Republic of One

The ink on this page of my diary is runny. I must have left it near an open window one time to many.

The entry I’m about to lift is dated 25-03-11. The girl who wrote this must have been going through one hell of a heartbreak because the words are so raw, so reflective of what I am feeling now. When I read her words, I was like, how embarrassing that I was wiser at 20 than I am right now. I was more open to feeling my feelings.


Confusion, regret. Been there, done that, will not waste my youth on such.

Scrape them all together, M. raid their nooks, bombard their crannies

Sweep them up into one tall pile, pointing to heaven

and then bring out the lighter fluid.

How is it that my mind has moved on but it has only occurred to my heart to start bleeding now?

Bruised and seeping but determined.

One second at a time.

Grief is not shameful. Shame is.

Grief is not shameful. Shame is.

Grief is not shameful. Shame is.


Journalling is good because later in life, you are able to help yourself through some difficult situations. It is just as wise as saving money.


They called me a cow.

I was weaving through Kamwokya’s mid-morning traffic today, trying to get from one side of the road to the other before the cars started moving in a never ending stream when a boda guy almost knocked me down. Instead of going on his way, grateful that he hadn’t had an accident, he turned his head and yelled, “You stupid woman! Crossing the road as if you are a cow!” and other things that I didn’t hear.

I was angry and embarrassed and I mumbled an expletive at his back, frustrated that he’d go about his life not knowing what I’d thought about him in that moment.

This experience reminded me of a link that I found on Ukamaka Olisakwe’s wall about three people’s experiences in Nigerian traffic. It’s really cool. Read that post here.

I’d really love to do a Ugandan version.

If you’re interested in helping me turn this into a reality, please leave a comment or send this writer chick a message with the most dramatic/ dumbfounding/crazy/annoying/funny experience you’ve while using public transport in Uganda.

If they are many, I’ll turn everything into a Stiletto point. How do you see?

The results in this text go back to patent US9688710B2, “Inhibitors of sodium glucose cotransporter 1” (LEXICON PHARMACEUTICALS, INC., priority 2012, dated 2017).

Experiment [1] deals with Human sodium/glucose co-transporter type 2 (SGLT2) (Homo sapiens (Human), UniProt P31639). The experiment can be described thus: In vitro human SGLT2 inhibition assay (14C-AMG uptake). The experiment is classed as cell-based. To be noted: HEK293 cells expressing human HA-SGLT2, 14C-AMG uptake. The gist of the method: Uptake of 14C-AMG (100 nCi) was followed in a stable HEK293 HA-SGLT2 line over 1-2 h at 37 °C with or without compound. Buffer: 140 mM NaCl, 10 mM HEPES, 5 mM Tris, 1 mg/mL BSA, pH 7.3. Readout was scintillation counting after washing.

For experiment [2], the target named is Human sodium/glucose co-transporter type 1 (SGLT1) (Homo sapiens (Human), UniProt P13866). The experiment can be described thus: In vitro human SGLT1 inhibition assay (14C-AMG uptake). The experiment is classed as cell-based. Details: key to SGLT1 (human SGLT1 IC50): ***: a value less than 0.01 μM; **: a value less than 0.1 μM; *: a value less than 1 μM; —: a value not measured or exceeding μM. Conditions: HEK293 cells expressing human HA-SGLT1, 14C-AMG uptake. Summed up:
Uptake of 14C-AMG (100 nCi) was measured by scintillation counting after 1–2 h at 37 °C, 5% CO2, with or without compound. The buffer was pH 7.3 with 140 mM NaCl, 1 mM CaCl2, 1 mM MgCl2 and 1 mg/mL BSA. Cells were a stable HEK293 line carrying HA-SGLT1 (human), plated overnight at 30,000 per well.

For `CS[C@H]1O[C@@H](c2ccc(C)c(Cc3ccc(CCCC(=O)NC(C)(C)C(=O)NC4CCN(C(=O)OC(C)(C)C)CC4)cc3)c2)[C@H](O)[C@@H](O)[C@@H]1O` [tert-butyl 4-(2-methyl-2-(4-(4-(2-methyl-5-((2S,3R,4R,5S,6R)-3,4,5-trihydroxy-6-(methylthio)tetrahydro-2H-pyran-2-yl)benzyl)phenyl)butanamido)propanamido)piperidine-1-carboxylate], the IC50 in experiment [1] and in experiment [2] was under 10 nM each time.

Also, mwanablaadi, all of the fun is over at Apenyo’s place. Go and follow her also.


Peace yo.


September: Life, Death, Zumba, Birthdays, Love.

I hate September exactly as much as I love it, and I love it very much. See, a year ago, in this shitty month, my uncle died, then my little babyboo Daniella was born, then it was my Joshua’s birthday, then my mother died. All this within a period of three weeks. And 18 days into October, it’s going to be mom’s birthday.

This September has found me madly in love, so add that to the emotional pie.

I’m too full of feelings.

I can’t imagine how it must be for dad.

I am too full of feelings.

I read a self-help book once (wrapped in newspaper and only in dark places) about this man who was  learning life lessons from his former college teacher; a man  full of life and wisdom.

In the section about grief, the old man talked about how at 70, he still cried for his mother every day because time had done nothing for the pain. First thing in the morning, he’d allow himself to cry and then make a conscious decision to stop grieving for the day.

I used his system to devise one of my own, one where I wake up, bawl, and then ZUMBA. I do the quickie session- 9 minutes, sweat, stare at my body in the mirror for a second, marvel at how firm it has become and then take my bath.

September won’t drown me, no. I’m too busy loving and crying and dancing to die.

Today is Joshua’s birthday.

Joshua is the most secretive of my siblings. He’s a middleish kid- the 4th of 6 and spends most of his time at home under a blanket with a computer, marahagaring. The blanket is necessary because dad has banned computer football games. Bad for the reading spirit.

Joshua is a beautiful boy with the largest, clearest eyes. He’s a silly, inquisitive inventor.

He’s one of those kids who still excel at mathematics in P.6, which means he’s going to do well in this system we have going that glorifies the coldness of numbers over the warmth of words.

Joshua talks too much and especially after he’s invented something. In the last holiday, he bent an empty beer can and stuck it over the front tire of his bike to make it produce rally car sounds. The boy chewed my ear about it for so long, I got malaria.

He’s a live wire and I love him.

And mom, he’s growing tall. He’s not remained short like you feared he would.


Happy Birthday, Cusi. You’re growing into daddy which is both terrifying and awesome.

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